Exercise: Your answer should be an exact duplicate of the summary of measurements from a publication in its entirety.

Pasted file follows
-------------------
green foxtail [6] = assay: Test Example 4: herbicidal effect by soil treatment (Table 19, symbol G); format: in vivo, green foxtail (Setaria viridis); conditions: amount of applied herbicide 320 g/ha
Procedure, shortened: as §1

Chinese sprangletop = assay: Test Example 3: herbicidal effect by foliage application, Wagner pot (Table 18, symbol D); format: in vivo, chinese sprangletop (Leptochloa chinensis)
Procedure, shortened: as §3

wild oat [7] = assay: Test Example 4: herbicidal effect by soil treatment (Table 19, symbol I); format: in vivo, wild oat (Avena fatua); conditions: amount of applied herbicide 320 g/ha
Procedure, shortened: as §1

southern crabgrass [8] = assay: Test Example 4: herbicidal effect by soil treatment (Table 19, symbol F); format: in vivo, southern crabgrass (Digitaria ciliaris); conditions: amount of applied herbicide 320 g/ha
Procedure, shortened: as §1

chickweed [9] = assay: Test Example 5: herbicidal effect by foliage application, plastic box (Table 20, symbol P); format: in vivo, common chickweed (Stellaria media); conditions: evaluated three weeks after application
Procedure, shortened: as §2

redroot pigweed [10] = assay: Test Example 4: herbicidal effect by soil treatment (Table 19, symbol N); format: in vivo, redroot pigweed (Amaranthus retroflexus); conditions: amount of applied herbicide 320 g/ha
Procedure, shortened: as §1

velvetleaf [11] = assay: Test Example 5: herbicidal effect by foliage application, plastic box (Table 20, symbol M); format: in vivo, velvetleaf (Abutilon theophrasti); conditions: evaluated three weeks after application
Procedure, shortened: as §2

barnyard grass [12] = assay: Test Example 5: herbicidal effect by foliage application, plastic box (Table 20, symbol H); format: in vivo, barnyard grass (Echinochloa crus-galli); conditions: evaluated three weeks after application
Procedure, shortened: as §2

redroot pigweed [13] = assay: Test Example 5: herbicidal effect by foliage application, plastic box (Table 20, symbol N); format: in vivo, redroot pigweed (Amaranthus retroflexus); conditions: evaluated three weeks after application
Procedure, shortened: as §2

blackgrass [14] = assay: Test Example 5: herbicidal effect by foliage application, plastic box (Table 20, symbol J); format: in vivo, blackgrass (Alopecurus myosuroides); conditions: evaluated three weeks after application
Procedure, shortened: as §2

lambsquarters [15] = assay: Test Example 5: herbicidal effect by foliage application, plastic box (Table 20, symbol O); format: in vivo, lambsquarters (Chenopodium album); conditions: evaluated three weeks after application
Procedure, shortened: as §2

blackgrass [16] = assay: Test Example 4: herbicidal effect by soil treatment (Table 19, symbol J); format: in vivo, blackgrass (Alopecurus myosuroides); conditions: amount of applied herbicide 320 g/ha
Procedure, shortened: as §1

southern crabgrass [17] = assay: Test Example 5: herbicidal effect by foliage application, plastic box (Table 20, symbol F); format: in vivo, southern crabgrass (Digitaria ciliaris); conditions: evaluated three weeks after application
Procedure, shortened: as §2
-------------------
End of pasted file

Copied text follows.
green foxtail [6] = assay: Test Example 4: herbicidal effect by soil treatment (Table 19, symbol G); format: in vivo, green foxtail (Setaria viridis); conditions: amount of applied herbicide 320 g/ha
Procedure, shortened: as §1

Chinese sprangletop = assay: Test Example 3: herbicidal effect by foliage application, Wagner pot (Table 18, symbol D); format: in vivo, chinese sprangletop (Leptochloa chinensis)
Procedure, shortened: as §3

wild oat [7] = assay: Test Example 4: herbicidal effect by soil treatment (Table 19, symbol I); format: in vivo, wild oat (Avena fatua); conditions: amount of applied herbicide 320 g/ha
Procedure, shortened: as §1

southern crabgrass [8] = assay: Test Example 4: herbicidal effect by soil treatment (Table 19, symbol F); format: in vivo, southern crabgrass (Digitaria ciliaris); conditions: amount of applied herbicide 320 g/ha
Procedure, shortened: as §1

chickweed [9] = assay: Test Example 5: herbicidal effect by foliage application, plastic box (Table 20, symbol P); format: in vivo, common chickweed (Stellaria media); conditions: evaluated three weeks after application
Procedure, shortened: as §2

redroot pigweed [10] = assay: Test Example 4: herbicidal effect by soil treatment (Table 19, symbol N); format: in vivo, redroot pigweed (Amaranthus retroflexus); conditions: amount of applied herbicide 320 g/ha
Procedure, shortened: as §1

velvetleaf [11] = assay: Test Example 5: herbicidal effect by foliage application, plastic box (Table 20, symbol M); format: in vivo, velvetleaf (Abutilon theophrasti); conditions: evaluated three weeks after application
Procedure, shortened: as §2

barnyard grass [12] = assay: Test Example 5: herbicidal effect by foliage application, plastic box (Table 20, symbol H); format: in vivo, barnyard grass (Echinochloa crus-galli); conditions: evaluated three weeks after application
Procedure, shortened: as §2

redroot pigweed [13] = assay: Test Example 5: herbicidal effect by foliage application, plastic box (Table 20, symbol N); format: in vivo, redroot pigweed (Amaranthus retroflexus); conditions: evaluated three weeks after application
Procedure, shortened: as §2

blackgrass [14] = assay: Test Example 5: herbicidal effect by foliage application, plastic box (Table 20, symbol J); format: in vivo, blackgrass (Alopecurus myosuroides); conditions: evaluated three weeks after application
Procedure, shortened: as §2

lambsquarters [15] = assay: Test Example 5: herbicidal effect by foliage application, plastic box (Table 20, symbol O); format: in vivo, lambsquarters (Chenopodium album); conditions: evaluated three weeks after application
Procedure, shortened: as §2

blackgrass [16] = assay: Test Example 4: herbicidal effect by soil treatment (Table 19, symbol J); format: in vivo, blackgrass (Alopecurus myosuroides); conditions: amount of applied herbicide 320 g/ha
Procedure, shortened: as §1

southern crabgrass [17] = assay: Test Example 5: herbicidal effect by foliage application, plastic box (Table 20, symbol F); format: in vivo, southern crabgrass (Digitaria ciliaris); conditions: evaluated three weeks after application
Procedure, shortened: as §2